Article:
By Liz Hensler
In large part due to the rippling effects of the Black Lives Matter movement across industries, the humanitarian aid sector has brought long overdue conversations about racism, colonialism, North/South dichotomies, and disempowering funding dynamics to the forefront. While on a spectrum, there seems to be a few schools of thought – first, those that want to keep the status quo. Second, those that are seeking some adjustment, leaning into ideas like localization. Finally, there are those leaning into dismantling the system, rooting out colonial power structures and starting anew. If you are in humanitarian aid, or are interested in learning more, here is a (not comprehensive) list of innovators we’re listening to who are talking about decolonization of the sector.
Degan Ali: Social Justice Activist and Executive Director of Adeso Africa
“The aid system has been built on the principle of neutrality which places more value on our ability to deliver services than to save lives and act in solidarity. If we were aid workers during the Rwandan Genocide, for example, our role would have been to observe and negotiate access rather than doing everything possible to intervene and defend people from getting raped and killed. How is that principled?”
Photo from Adeso Africa website.
Angela Bruce-Raeburn: Feminist Activist and Regional Advocacy Director, Africa for The Global Health Advocacy Incubator
“A reckoning in the nonprofit, aid, and development sector is long overdue. But it’s harder to root out in a world where good intentions, big fundraising “personalities”, and a commitment to the mission can give powerful protection to racist behaviour. The gap between rhetoric and reality is all the more infuriating.”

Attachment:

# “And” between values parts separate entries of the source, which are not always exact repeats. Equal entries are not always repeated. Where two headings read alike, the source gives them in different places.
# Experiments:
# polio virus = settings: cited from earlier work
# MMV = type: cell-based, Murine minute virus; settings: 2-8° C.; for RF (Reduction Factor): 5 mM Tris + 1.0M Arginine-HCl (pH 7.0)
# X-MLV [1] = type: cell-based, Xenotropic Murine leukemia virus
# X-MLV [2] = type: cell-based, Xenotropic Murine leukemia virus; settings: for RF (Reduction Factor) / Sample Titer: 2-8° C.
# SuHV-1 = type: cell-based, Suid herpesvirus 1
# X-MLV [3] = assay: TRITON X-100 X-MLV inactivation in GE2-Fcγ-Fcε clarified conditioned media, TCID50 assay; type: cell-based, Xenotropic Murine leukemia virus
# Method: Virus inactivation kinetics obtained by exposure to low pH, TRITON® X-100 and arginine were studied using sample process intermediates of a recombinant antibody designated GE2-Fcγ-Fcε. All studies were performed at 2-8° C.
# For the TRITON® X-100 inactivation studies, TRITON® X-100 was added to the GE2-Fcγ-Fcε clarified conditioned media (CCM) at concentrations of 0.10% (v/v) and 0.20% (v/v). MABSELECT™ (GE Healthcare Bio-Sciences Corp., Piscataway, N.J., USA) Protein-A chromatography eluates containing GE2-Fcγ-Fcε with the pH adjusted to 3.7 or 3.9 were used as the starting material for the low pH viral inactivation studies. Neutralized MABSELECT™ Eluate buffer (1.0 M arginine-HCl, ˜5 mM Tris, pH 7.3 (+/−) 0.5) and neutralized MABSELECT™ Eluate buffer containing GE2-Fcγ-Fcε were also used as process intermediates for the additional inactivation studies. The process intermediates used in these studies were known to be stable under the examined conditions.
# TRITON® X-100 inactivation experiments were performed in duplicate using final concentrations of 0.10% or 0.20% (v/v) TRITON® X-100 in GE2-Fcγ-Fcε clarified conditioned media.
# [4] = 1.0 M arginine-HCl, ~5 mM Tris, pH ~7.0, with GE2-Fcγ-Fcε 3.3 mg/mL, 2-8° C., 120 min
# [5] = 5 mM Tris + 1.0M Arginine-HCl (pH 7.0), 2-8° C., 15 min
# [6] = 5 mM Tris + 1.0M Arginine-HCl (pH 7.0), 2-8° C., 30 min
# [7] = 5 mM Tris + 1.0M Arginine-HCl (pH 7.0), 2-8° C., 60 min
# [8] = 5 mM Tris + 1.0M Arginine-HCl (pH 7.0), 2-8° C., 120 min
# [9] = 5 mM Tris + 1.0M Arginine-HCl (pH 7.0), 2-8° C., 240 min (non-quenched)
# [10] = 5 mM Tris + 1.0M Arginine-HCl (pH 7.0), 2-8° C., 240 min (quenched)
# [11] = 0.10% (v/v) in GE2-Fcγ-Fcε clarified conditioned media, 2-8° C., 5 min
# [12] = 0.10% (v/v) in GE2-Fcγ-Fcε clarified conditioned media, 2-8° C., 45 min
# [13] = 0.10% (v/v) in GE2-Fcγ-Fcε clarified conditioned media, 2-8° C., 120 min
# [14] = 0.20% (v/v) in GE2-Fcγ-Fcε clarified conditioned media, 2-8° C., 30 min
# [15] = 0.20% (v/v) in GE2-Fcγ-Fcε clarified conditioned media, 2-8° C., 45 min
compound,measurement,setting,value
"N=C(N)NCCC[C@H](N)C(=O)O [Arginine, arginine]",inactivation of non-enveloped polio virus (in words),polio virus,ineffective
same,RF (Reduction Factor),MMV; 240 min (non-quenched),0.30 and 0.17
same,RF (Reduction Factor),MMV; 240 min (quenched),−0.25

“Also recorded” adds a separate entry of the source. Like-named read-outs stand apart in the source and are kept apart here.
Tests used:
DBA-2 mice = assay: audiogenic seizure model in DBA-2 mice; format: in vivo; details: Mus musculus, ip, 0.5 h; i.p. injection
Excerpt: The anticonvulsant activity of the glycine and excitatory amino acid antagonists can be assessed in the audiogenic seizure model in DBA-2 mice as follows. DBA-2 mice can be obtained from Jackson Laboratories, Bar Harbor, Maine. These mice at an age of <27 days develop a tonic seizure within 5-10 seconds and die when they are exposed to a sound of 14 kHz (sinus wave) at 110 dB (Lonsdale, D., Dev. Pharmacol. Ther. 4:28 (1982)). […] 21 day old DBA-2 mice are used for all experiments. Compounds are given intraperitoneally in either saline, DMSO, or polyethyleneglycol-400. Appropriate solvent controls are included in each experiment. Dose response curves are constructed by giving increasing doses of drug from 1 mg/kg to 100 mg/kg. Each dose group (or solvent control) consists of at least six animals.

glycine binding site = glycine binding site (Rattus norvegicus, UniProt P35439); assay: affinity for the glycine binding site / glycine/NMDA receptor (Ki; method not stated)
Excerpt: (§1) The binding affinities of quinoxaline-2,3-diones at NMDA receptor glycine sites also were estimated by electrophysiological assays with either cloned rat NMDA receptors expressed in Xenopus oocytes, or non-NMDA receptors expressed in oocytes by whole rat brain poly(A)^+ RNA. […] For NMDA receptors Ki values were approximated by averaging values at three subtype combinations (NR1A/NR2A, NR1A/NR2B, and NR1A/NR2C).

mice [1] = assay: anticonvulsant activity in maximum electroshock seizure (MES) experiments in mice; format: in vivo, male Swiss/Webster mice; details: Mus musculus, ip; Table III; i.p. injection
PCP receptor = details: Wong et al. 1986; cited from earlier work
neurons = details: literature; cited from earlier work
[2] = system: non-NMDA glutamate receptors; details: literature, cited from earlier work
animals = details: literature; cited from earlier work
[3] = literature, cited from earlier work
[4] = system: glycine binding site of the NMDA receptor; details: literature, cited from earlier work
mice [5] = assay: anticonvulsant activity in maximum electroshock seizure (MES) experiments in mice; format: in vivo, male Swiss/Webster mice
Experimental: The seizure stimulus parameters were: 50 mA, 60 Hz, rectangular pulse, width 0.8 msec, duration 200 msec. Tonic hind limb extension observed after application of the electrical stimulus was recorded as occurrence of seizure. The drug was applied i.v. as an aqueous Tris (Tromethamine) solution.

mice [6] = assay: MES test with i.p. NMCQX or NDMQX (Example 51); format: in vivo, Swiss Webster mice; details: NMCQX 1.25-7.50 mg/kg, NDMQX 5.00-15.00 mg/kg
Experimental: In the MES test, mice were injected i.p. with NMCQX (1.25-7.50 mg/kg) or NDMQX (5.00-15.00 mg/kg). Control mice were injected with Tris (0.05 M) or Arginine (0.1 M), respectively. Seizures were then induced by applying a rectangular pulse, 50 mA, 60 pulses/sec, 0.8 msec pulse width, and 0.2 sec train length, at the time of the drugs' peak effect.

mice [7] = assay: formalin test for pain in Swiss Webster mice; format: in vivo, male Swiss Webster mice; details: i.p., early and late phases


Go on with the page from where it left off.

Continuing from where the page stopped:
Photo from Angela Bruce-Raeburn’s Twitter
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Jennifer Lentfer: Lecturer, Writer, Creator of How-Matters
“Words matter because they are our scaffolding of how we make sense of the world around us. Once I started listening for what is beneath the lexicon available to describe social impact within the English language, it was undeniable to me how it has evolved alongside colonizing forces – just like our charity and nonprofit sector. Beyond saviorism, it’s the language that represents the harshness of assuming we know what’s right for someone else (what Chu Hillman refers to as “relational f#$%ery”). With a focus on upholding “the rules,” the words used serve to disconnect us from ourselves and each other.”
Photo from How-Matters.org
Norah Lester Murad: Author, Professor
“The movement for Black lives calls not merely for Black liberation, but for sustainable transformation of our communities. The movement is black-led, intersectional, multiracial and has mobilized people all over the world. On the local, state and national levels, actors as diverse as corporations, schools and even restaurants are making public statements against institutional racism, a topic that was taboo in mainstream media just months ago.”